Using everyday language to talk about size
Exploring characteristics of objects and using mathematical language to describe them
Children often enjoy making things out of thin card, pretending they've made worms, snakes, caterpillars, lizards etc.
Adults could provide craft materials for children to decorate, or other materials like linking cubes to make long narrow shapes.
Provide thin card, that is long and narrow, for children to fold in different ways to make creatures that vary in length. Linking cubes, pipe cleaners etc. could also be used.
Encouraging mathematical thinking and reasoning:
Tell me about the long creature that you've made.
How does yours compare to the others that your friends have made?
Tell me about making it longer/shorter.
If you were to put yours with other ones what could you say about them?
Can you find a way of making it longer/shorter than any of the others?
Have a look at everyone's creatures. Could you group them in some way?
Do you want to make a label for your creature and give it a name?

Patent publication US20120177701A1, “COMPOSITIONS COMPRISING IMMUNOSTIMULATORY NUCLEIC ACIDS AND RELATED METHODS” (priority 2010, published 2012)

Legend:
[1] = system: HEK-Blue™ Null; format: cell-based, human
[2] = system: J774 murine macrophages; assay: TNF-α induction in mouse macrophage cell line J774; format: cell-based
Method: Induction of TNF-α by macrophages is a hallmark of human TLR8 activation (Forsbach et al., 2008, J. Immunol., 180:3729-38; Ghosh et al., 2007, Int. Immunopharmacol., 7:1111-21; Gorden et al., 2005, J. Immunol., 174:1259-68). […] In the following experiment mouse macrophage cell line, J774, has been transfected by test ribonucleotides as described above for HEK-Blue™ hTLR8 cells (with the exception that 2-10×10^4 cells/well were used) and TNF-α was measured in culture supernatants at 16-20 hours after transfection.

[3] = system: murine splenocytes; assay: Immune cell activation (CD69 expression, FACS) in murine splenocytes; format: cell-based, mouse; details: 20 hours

How could you show how long your creature is?
The Mathematical Journey
Properties of shapes:
• discovering the best shapes to use by analysing their properties
Position and spatial properties:
• investigating how all the creatures that they make can be extended
• comparing the positions of creatures
Same and different:
• comparing the shapes and sizes of all the creatures that they make, in particular describing relative lengths i.e. comparing their creature's length before and after extension and/or comparing the length of their creature with another child's
• developing language to compare and contrast the shape/size of their creatures with others' e.g. longer, shorter, thicker, thinner...
Development and Variation
Similar mathematical discussions could arise from play with modelling clay, play-dough or plasticine, for example.
Children might also enjoy using ribbon/wool/string to go around different objects and realising the need for it to be longer.
Similarly, children could be given presents and wrapping paper. This may provoke discussions about the size of the piece of paper in relation to the size of the present (see the activity Wrapping Parcels
You will already have lots of materials in your setting which would lend themselves to this activity. You might provide:
• materials which have the potential for creating long creatures, and perhaps are able to be decorated
• fabrics or other items that can be stretched or made shorter
A camera may be useful to take photos of the creatures.
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